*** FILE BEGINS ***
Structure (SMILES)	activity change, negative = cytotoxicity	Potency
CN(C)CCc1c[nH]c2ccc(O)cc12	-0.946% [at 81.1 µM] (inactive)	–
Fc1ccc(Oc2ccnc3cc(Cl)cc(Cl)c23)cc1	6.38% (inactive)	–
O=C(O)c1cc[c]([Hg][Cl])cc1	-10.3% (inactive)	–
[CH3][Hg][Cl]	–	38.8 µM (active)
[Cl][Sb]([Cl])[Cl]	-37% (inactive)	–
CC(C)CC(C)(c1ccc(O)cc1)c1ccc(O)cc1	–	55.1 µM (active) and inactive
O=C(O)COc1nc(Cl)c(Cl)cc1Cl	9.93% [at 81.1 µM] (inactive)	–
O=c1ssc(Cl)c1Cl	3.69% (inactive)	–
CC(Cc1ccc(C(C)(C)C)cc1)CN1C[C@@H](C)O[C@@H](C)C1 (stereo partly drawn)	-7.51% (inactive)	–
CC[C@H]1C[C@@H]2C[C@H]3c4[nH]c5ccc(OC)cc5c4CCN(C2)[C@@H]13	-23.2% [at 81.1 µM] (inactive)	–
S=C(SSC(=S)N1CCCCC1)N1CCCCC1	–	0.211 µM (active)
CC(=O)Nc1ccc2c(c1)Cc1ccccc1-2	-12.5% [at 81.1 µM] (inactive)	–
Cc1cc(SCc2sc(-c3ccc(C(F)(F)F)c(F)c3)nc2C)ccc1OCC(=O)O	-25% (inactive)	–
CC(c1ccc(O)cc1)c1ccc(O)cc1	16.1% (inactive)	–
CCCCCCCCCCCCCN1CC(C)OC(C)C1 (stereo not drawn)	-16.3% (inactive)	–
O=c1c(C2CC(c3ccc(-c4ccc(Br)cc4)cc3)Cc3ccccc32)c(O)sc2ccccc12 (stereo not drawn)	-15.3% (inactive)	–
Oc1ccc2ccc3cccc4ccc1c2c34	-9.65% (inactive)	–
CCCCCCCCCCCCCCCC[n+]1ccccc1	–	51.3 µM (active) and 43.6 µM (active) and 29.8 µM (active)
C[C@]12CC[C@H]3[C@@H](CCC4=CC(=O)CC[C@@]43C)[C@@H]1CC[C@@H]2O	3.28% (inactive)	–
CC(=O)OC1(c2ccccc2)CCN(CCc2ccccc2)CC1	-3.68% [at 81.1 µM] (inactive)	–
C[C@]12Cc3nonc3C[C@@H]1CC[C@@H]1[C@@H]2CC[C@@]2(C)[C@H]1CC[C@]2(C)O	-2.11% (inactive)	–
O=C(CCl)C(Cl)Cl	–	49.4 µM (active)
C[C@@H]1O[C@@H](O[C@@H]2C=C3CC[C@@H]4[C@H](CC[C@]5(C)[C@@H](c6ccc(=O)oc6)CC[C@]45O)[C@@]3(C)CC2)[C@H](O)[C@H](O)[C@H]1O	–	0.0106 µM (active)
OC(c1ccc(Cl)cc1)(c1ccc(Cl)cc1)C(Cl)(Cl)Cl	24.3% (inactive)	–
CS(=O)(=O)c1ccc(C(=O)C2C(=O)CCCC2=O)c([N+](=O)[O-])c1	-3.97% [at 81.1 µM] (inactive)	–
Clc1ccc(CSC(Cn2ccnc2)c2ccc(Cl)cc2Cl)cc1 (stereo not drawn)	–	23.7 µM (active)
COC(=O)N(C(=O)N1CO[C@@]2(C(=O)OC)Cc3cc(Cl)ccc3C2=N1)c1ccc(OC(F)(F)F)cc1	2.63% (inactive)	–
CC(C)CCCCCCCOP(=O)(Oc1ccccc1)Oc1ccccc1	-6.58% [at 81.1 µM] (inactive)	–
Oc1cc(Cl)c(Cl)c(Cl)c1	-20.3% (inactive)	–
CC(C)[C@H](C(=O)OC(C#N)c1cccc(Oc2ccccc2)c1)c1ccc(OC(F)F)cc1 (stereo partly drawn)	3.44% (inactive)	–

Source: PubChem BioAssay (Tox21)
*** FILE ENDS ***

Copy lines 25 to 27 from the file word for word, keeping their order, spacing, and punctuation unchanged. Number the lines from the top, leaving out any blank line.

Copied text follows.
OC(c1ccc(Cl)cc1)(c1ccc(Cl)cc1)C(Cl)(Cl)Cl	24.3% (inactive)	–
CS(=O)(=O)c1ccc(C(=O)C2C(=O)CCCC2=O)c([N+](=O)[O-])c1	-3.97% [at 81.1 µM] (inactive)	–
Clc1ccc(CSC(Cn2ccnc2)c2ccc(Cl)cc2Cl)cc1 (stereo not drawn)	–	23.7 µM (active)